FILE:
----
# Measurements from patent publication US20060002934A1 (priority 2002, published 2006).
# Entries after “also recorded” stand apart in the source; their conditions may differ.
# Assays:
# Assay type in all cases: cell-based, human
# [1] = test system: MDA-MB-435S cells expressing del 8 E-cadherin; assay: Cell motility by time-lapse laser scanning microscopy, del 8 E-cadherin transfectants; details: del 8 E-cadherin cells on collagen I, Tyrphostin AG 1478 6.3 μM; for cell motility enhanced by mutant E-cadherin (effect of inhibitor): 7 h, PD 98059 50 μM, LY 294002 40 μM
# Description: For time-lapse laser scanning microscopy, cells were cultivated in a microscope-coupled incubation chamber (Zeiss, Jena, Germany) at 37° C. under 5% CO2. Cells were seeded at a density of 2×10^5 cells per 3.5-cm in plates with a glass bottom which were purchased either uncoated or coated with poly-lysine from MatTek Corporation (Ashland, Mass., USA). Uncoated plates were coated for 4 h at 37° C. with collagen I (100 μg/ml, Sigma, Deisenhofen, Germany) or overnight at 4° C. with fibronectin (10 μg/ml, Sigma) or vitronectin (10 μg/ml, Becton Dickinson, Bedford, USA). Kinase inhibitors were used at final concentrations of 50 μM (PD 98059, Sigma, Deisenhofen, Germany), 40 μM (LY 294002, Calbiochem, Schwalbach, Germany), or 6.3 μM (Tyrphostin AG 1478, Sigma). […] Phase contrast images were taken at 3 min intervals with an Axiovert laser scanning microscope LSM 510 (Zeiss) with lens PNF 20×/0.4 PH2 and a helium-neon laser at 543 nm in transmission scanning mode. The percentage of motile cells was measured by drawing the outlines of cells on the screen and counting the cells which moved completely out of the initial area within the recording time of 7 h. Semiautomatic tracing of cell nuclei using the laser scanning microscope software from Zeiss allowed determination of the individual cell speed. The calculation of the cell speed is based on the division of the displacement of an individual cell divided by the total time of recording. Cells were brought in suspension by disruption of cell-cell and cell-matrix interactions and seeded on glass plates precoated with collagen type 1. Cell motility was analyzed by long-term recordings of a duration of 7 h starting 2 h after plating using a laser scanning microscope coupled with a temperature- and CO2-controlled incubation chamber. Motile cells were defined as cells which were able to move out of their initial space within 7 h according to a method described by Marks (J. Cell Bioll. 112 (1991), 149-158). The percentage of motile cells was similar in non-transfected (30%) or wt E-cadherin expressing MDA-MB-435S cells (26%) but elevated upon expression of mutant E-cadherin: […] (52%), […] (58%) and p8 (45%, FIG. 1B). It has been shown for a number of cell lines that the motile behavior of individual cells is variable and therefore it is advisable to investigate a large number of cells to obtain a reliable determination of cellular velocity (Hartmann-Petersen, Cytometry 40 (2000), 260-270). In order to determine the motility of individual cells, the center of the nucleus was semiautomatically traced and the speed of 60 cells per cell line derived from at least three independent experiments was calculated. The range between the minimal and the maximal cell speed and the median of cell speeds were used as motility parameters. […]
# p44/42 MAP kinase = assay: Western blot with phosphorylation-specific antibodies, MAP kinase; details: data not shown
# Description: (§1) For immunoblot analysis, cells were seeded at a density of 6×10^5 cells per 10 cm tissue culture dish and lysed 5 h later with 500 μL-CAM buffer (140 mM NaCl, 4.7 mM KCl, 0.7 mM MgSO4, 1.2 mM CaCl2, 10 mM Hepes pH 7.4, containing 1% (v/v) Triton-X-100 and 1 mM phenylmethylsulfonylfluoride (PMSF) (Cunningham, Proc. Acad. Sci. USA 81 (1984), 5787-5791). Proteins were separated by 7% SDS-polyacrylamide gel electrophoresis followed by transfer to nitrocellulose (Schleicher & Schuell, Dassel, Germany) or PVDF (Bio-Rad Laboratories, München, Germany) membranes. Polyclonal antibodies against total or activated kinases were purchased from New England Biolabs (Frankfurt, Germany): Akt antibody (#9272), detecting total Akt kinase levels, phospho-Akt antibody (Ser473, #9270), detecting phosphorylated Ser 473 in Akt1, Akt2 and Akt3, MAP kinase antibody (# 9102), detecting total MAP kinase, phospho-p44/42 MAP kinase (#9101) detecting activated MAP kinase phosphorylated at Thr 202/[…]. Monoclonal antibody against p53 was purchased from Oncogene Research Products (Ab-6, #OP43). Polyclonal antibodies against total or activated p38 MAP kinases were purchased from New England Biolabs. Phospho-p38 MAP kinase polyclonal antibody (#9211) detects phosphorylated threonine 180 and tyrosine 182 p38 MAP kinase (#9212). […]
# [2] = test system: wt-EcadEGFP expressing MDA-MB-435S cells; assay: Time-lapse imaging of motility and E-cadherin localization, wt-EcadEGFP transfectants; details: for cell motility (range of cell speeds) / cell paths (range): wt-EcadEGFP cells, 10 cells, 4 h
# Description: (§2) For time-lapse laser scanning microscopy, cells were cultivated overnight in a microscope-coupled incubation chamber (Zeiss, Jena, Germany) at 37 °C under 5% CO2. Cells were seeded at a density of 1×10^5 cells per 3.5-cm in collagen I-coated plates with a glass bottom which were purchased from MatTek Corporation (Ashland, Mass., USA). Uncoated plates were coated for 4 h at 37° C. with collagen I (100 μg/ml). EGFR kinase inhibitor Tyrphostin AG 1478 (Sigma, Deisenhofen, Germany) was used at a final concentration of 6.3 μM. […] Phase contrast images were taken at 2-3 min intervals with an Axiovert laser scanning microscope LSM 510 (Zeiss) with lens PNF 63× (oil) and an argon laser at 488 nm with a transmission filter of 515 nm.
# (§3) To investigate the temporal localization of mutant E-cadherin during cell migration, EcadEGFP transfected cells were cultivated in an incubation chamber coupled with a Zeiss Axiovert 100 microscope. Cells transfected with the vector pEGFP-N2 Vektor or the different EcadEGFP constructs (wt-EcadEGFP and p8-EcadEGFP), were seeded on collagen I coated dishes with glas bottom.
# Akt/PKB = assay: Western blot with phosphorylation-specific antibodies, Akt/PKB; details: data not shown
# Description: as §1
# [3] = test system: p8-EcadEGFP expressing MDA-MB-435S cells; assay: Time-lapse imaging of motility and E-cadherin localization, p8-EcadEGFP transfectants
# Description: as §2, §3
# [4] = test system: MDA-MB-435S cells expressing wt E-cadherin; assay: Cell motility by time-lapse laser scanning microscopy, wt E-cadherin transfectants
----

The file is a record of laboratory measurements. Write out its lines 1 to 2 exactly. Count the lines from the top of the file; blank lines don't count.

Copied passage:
# Measurements from patent publication US20060002934A1 (priority 2002, published 2006).
# Entries after “also recorded” stand apart in the source; their conditions may differ.